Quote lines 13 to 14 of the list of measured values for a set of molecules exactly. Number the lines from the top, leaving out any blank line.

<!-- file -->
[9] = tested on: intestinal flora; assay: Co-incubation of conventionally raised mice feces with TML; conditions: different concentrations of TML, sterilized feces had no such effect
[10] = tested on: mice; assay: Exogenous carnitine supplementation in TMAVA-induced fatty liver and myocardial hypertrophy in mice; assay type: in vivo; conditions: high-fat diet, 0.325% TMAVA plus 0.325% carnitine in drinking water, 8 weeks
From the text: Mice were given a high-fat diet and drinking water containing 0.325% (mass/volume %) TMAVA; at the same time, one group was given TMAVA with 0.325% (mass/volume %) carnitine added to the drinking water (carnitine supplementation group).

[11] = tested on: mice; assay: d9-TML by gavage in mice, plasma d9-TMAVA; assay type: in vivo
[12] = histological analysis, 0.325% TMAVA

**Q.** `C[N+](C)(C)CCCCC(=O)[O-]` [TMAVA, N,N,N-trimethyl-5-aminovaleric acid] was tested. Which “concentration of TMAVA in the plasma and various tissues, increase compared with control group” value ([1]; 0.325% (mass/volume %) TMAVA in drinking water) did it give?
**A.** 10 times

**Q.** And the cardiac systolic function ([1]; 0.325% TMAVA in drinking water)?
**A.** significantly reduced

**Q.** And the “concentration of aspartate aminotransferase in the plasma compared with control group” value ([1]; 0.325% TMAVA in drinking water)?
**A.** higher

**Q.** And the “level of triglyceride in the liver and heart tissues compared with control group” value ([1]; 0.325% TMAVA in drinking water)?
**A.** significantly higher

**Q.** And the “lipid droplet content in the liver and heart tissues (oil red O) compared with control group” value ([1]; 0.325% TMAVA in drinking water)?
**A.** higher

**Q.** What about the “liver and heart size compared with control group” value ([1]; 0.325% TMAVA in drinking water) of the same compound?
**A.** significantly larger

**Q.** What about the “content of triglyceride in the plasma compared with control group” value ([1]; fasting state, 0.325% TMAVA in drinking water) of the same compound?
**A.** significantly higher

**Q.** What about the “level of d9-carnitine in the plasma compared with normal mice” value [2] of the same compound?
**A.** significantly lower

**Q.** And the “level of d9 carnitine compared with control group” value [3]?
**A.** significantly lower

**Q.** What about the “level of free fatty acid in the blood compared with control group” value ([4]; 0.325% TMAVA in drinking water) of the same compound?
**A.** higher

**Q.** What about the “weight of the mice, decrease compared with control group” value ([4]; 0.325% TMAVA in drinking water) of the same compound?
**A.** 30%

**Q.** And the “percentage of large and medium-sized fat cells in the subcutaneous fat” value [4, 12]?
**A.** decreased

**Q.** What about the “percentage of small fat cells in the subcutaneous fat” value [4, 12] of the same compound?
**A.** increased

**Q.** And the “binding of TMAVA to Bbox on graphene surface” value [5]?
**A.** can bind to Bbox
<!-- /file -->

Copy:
**A.** significantly higher

**Q.** And the “lipid droplet content in the liver and heart tissues (oil red O) compared with control group” value ([1]; 0.325% TMAVA in drinking water)?